From cave drawings to navigational charts to GPS, people have created and used maps to help them define, order and navigate their worlds. Four hundred years ago, in the Age of Exploration, it was cartographers, often working alone, who used the stars, mathematics and early attempts to represent longitude to map the New World. Today, in the Age of Participation, it’s crowds, not scholars, who are charting their own New World.
A combination of the old art of mapping with the relatively new art of crowdsourcing — the open calls for action via the Web — offers the potential to open up a new path for the developing world: helping citizens map their own country’s facilities and thereby have a greater say in charting the future.
Citizen cartographers can be a powerful force. In the aftermath of the Haiti earthquake, rescue workers used real-time data uploads on Open Street Map, via text and cellphone messages, to help create up-to-date maps of Haiti and find the injured. Engineers from around the globe gathered “virtually” to assess the damage.
Last October, the World Bank and its partners staged the first ever global “water hackathon,” with volunteer tech experts in London devising a system to allow Tanzanians to report water problems through SMS messages, and tech experts in Lagos devising new applications for reporting broken pipes.
Or take Dar es Salaam, where the local authorities engaged students to map roads, drains and streetlights in anticipation of an urban upgrading project, not only generating transparent planning data but also providing a platform for community consultation and a space for dialogue on development between citizens and leaders.
It’s a simple but harsh reality that most developing countries don’t have basic local data about where schools or hospitals are located. A recent mapping study of 100 health facilities and schools in Kenya found that only 25 percent of the clinics and 20 percent of the schools matched official data. Nearly 75 percent of locations needed to be updated.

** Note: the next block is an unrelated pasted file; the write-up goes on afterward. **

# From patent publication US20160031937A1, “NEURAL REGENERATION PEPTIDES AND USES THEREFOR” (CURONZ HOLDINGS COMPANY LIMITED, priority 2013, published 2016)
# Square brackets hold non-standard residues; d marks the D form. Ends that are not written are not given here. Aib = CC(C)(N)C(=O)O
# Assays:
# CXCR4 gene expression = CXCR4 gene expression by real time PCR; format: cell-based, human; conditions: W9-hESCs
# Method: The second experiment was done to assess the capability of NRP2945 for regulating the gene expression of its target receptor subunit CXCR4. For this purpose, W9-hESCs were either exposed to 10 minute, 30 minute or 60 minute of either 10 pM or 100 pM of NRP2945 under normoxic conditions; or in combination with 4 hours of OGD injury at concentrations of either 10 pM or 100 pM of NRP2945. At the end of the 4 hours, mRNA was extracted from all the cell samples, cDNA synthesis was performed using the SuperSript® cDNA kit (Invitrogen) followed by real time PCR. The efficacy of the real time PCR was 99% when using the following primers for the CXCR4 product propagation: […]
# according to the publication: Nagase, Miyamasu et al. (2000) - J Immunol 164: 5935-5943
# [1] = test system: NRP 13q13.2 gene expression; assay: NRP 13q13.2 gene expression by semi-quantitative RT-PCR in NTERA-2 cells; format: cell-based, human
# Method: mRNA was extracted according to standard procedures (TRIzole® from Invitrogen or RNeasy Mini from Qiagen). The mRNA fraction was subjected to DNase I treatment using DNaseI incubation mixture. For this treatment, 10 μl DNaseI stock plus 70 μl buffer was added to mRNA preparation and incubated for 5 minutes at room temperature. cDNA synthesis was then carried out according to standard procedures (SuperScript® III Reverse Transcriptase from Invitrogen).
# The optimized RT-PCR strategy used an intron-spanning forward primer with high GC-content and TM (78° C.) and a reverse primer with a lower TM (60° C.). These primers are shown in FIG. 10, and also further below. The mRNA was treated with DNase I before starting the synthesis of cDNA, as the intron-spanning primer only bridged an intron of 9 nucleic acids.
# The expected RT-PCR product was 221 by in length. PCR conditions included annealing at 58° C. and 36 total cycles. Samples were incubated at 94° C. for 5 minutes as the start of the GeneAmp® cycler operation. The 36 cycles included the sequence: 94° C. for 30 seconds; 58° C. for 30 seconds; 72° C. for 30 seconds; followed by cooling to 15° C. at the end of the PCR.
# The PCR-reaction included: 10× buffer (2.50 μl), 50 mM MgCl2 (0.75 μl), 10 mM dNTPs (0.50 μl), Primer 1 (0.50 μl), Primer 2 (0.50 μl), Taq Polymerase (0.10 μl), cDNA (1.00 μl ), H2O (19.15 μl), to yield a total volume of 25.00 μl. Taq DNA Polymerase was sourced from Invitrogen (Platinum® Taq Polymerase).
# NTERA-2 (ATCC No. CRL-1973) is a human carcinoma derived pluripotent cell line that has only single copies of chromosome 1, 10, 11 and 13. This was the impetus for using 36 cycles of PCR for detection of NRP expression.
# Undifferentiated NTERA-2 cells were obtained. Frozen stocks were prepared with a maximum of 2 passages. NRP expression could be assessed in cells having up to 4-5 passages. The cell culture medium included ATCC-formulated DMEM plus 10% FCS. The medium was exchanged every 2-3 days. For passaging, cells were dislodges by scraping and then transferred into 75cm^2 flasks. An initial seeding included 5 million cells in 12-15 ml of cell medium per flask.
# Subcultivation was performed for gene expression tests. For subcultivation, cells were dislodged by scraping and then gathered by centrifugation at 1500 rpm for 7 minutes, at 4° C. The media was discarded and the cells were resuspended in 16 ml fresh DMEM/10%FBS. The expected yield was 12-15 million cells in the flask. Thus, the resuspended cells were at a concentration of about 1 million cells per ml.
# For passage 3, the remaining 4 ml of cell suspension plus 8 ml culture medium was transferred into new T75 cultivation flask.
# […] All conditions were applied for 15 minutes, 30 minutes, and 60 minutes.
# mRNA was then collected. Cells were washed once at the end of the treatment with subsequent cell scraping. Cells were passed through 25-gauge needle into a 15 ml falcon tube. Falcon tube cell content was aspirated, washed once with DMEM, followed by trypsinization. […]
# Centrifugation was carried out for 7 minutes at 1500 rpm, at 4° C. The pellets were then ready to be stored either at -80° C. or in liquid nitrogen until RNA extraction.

Lack of knowledge of social infrastructure like schools and hospitals makes it more costly when natural disasters strike, setting back recovery efforts, sometimes by months. And lack of data, in general, makes it harder — both in government and in the community — to argue for improved services or increased funding.
The answer? A good start would be scaling up the use of modern mapping technology with crowdsourcing. It’s just this potential that’s been the driving force behind a new partnership between the World Bank and Google. Under the agreement, the bank and its development partners — developing country governments and U.N. agencies — will be able to access Google Map Maker’s global mapping platform, allowing the collection, viewing, search and free access to data of geoinformation in over 150 countries and 60 languages.
Simply put, it means that up-to-date maps of social infrastructure used by nearly a billion people around the globe can be created using crowdsourcing tools, partnering with volunteer mappers using GPS enabled phones and other devices.
Success will hinge on using local expertise to break new ground — finding an active community of passionate citizen cartographers from civil society organizations, local governments, public service providers and universities who can plug in the data that makes its way to publicly available online maps.
Where once charts were vital to guide mariners to safe harbors, today's interactive maps can guide development to the places it is needed most. Crowdsourced mapping platforms can serve as a foundation allowing citizens not just to map but to give feedback on the reach and quality of the services in their community. And that information can be used to improve service delivery, fight corruption and track resources. Citizen cartographers, yes, but also citizen monitors, citizen evaluators, citizen-driven development.
Development agencies can also benefit. At the World Bank, we’ve mapped 2,500 projects in more than 30,000 locations in our partner countries. Building on this success, the World Bank, Britain, Sweden, Spain, the Netherlands, Estonia and Finland have endorsed an Open Aid Partnership that will map development projects of all partners for better local development coordination. Adding citizen feedback can be a valuable addition to the bank’s quest to ensure development dollars are well spent.
In the 17th century, imperial cartographers had an advantage over local communities. They could see the big picture. In the 21st century, the tables have turned: Local communities can make the biggest on the ground difference. Crowdsourced citizen cartographers can help make it happen.
Caroline Anstey is a managing director of the World Bank.